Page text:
The Early Days of a Better Nation

Friday, November 05, 2004

'In the Beginning All the World was America ...'

It wasn't just another election. Something broke this week.

More than half the US electors have voted for smirking evil. They've voted for a President who openly believes he is above the law. They've voted for torture, tyranny and aggressive wars of conquest. They've voted for religious obscurantism. They've cast a vote of confidence in the past four years, and asked for four more years like them. They've done all this because they believe that this is what it will take to make them safe. They've voted against liberty for a little temporary safety, and they deserve and can expect but little of either.

American socialist Martin Schreader, editor of The Appeal to Reason, gets it:
Until today, it remained something of a question whether or not the people of the United States would use the ballot as a means of demonstrating their desire to maintain nominally democratic norms. As it stands right now, the question has been answered ... in the negative. The combined power of the corporate media, the corporate parties (and their corporatised labour unions) and a contrived ‘culture of fear’ have turned the average American voter into a Pavlovian nightmare. The end result has been that the Bush regime, which came to power through a bloodless coup d'etat in 2000, has now been effectively legitimised through a large 'vote of confidence' by over 50 million Americans.

A plurality of Americans has, through their votes, chosen to approve the burial of the second republic in favour of imperialist empire. Their legitimising of the Bush regime and their support for the 'culture war' has irreversibly broken the continuity of American democracy. The process of Weimarisation is complete.

Certain wooden-headed elements of the left will, of course, continue to assert that little, if anything, new has happened as a result of this election. They will continue to see the old institutional facades in place and will impressionistically conclude that all talk of a new period in American history as delusional. They will note that the uniquely American brand of anti-democratic, anti-worker corporatism that has taken hold in Washington does not correspond to what they read in history books and vulgarly conclude that nothing has really changed. In this author's view, these are little more than the echoes of the past and should be treated as such.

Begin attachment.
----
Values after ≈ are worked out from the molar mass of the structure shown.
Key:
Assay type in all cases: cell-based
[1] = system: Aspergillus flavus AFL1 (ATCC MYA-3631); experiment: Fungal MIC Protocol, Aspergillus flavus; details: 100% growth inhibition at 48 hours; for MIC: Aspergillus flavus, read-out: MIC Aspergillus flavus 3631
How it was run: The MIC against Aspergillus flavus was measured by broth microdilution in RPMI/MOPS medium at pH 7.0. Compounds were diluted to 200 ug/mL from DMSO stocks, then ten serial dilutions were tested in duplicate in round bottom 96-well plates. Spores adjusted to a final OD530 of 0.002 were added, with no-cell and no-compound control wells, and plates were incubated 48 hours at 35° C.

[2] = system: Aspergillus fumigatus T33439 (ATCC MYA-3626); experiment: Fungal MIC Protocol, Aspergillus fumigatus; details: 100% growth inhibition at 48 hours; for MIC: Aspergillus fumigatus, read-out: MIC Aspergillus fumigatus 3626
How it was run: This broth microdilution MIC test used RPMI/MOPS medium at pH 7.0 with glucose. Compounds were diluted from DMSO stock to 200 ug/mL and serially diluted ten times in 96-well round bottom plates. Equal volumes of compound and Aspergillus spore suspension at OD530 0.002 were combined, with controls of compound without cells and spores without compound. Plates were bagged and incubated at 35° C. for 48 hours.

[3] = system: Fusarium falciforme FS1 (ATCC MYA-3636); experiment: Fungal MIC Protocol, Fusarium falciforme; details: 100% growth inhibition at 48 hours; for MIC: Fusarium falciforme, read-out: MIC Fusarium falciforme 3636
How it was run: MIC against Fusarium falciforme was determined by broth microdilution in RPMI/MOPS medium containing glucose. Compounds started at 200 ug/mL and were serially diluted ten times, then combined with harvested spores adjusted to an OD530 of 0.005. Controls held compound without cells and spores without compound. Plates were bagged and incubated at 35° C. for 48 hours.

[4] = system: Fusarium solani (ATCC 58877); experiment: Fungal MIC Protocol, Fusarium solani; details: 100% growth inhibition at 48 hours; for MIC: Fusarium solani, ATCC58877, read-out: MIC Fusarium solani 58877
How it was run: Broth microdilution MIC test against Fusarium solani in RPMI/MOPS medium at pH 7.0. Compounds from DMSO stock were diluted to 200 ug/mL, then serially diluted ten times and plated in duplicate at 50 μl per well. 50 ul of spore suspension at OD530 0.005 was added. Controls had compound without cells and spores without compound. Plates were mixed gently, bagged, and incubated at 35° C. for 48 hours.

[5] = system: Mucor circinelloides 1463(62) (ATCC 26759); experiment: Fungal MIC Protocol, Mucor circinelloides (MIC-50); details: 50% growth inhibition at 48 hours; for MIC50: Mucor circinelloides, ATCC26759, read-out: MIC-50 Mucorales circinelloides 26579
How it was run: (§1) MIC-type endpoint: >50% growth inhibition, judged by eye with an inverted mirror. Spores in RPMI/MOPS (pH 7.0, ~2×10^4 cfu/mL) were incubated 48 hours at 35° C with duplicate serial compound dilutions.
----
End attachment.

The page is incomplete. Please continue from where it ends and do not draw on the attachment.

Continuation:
It is time for class-conscious working people, revolutionary socialists and communists to face forward and begin to come to grips with the new situation confronting us. Working class unity will have to take as its starting point the development of a common assessment of this situation and the revolutionary democratic tasks that inevitably flow from it. Left unity - if such a thing is still possible - will have to be its by-product.

Today, I mourn the failure of the 215-year-old 'noble experiment'. The republic is dead: long live the republic!

It is time to begin the world again. We can start here, in the first territory of the Revolution, land of Locke and Cromwell and Paine, by bringing down that man of blood Tony Blair.


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